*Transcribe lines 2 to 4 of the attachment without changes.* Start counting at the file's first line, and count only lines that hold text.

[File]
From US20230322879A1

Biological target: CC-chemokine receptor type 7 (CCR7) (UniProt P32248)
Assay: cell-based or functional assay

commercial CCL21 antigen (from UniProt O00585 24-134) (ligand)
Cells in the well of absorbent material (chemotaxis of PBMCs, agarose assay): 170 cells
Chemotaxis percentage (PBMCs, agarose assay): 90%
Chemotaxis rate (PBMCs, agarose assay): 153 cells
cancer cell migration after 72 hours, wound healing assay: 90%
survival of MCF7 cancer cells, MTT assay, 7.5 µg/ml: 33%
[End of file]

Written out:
Biological target: CC-chemokine receptor type 7 (CCR7) (UniProt P32248)
Assay: cell-based or functional assay

commercial CCL21 antigen (from UniProt O00585 24-134) (ligand)